How to stop cyberstalkers
Definition of cyberstalking
Cyberstalking is a crime in which the stalker harasses a victim through electronic communication. This could happen through email, texts, calls, or messages posted on a website or discussion forum. Cyber stalkers rely on the anonymity of the internet, which allows them to stalk victims without being identified. Cyberstalking is different from cyber spam, where a spammer targets a group of people with annoying messages. Whereas cyber stalkers target a specific victim and often use threatening messages.
The legal definition of cyberstalking is:
“The use of electronic communication to harass or threaten someone with physical harm.”
According to the FBI, cyber stalkers can get up to five years in prison and a fine of $250,000. When cyberstalking results in death, a life sentence can be imposed.
How to report cyberstalking
When you are a victim of a cyber stalker, seek help from your local law enforcement agency. If they can’t help, you can file a complaint with the FBI Internet Crime Complaint Center IC3.
You can also turn to PICDO, a Private International Cybercrime Disruption Organisation. This organization is managed by licensed private cyber investigators who specialize in internet crime and digital forensics.
In most cases, they will be able to help you, and otherwise, they will forward you to the party who can.
If you need the cyber stalker to be identified quickly, our own cyber investigators’ department can assist. We specialize in identifying anonymous users and offer litigation support where needed.
If you fall victim to harassment, follow these steps. ALWAYS keep the harassing texts, images, emails, chats, web messages, etc., so you can present this evidence to your local law enforcement agency or other parties.
How to stop a cyber stalker
If you know who the stalker is, your local law enforcement agency should be able to assist. However, in most cases, the stalker is anonymous, and even though you might have a suspicion who the person behind the harassment is, you still need proof.
Because of the anonymity, the internet provides, identifying cyber stalkers is hard. This is even more difficult if the cyber stalker is hiding behind a VPN.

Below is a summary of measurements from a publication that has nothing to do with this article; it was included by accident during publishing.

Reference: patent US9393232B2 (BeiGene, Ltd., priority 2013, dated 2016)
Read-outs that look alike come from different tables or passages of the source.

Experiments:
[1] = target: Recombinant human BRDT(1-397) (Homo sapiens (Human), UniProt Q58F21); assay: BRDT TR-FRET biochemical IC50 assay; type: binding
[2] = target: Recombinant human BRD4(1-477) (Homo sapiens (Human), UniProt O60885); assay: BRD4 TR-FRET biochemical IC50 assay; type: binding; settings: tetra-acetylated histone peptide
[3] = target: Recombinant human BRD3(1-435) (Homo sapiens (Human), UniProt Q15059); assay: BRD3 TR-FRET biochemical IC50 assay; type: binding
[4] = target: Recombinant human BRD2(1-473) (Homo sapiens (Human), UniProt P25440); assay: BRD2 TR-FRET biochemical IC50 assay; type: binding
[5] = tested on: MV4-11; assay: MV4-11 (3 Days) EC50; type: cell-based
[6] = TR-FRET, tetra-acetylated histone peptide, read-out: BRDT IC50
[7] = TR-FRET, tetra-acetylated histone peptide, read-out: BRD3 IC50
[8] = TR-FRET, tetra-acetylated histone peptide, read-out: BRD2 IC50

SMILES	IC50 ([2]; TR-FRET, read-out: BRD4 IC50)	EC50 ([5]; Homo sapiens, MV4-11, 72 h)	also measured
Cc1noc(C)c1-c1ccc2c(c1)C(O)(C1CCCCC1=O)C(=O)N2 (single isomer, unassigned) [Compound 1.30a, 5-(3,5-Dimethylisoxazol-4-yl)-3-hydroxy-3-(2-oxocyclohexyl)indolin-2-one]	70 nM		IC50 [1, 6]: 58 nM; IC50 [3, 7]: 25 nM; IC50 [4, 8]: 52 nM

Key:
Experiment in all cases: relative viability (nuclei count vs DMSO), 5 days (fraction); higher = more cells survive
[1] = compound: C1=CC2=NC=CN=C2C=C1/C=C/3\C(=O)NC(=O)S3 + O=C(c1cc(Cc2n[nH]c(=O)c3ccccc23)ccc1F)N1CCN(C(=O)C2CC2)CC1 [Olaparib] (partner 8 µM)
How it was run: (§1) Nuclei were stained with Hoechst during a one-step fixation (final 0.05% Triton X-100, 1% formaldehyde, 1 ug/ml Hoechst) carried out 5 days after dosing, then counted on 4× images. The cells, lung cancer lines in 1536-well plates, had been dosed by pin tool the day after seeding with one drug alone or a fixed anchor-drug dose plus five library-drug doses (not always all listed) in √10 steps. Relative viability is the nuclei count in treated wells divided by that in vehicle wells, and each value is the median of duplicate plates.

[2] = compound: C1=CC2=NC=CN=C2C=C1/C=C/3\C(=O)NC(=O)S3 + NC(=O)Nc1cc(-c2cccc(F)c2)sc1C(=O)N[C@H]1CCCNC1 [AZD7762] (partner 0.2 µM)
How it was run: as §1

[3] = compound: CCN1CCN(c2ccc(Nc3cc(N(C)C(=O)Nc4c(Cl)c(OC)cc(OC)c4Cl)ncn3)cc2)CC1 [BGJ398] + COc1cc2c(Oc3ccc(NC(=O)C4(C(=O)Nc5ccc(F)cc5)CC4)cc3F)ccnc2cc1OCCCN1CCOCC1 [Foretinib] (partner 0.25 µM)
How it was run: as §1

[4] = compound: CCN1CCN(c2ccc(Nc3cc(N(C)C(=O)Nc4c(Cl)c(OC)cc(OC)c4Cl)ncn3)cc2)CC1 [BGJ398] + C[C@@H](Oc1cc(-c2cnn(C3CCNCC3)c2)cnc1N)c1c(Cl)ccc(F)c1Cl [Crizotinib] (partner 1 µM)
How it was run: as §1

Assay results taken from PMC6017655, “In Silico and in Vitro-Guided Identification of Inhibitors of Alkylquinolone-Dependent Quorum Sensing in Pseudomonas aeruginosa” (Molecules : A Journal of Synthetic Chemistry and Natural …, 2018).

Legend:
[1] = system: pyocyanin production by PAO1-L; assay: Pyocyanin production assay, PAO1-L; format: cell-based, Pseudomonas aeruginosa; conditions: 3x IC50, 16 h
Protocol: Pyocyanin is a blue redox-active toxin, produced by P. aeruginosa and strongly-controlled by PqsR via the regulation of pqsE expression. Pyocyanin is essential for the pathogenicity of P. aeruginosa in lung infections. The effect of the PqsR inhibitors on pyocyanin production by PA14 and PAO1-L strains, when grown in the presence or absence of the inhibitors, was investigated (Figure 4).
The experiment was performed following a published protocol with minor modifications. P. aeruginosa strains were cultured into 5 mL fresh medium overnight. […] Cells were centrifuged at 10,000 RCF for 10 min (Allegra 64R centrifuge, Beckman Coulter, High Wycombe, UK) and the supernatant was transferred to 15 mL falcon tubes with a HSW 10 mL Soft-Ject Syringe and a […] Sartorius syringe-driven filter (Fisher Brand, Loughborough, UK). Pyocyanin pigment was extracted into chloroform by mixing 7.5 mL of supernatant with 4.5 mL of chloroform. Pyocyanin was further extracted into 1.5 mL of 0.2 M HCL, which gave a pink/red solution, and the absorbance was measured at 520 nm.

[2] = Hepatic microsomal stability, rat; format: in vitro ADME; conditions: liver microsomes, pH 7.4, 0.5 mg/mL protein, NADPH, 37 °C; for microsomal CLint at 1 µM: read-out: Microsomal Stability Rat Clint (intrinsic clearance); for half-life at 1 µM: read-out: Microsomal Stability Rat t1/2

Our investigators can identify anonymous users on websites, Facebook, Twitter, Whatsapp, emails, through phone calls and texts, etc. Our cyber investigators and partner attorneys have a demonstrated track record of tracing and positively identifying anonymous cyber stalkers. We can help you identify your stalkers, often without court action.
You can find our case studies here.
How to prevent cyberstalking
- Be selective in the personal information you share on the internet. In emails, social media etc.
- Practice proper password management and online security. Use complex passwords and never share those with anyone. Regularly reset all passwords on all your accounts.
- If you break up with your partner, change all passwords, even if you think your ex-partner doesn’t know them. See it as an extra layer of protection.
- Check all privacy settings on your social media networks, so stalkers can’t see your location or steal photos or other data.
- Be aware of your online presence. How much information can be found about you? We usually advise clients who’re online reputation is important for them to build an online buffer. Post enough content that ranks on the first page of Google, so you can control what other people see. When a cyber stalker then tries to post defaming posts about you, it’s much harder for the negative content to rank above your positive search results.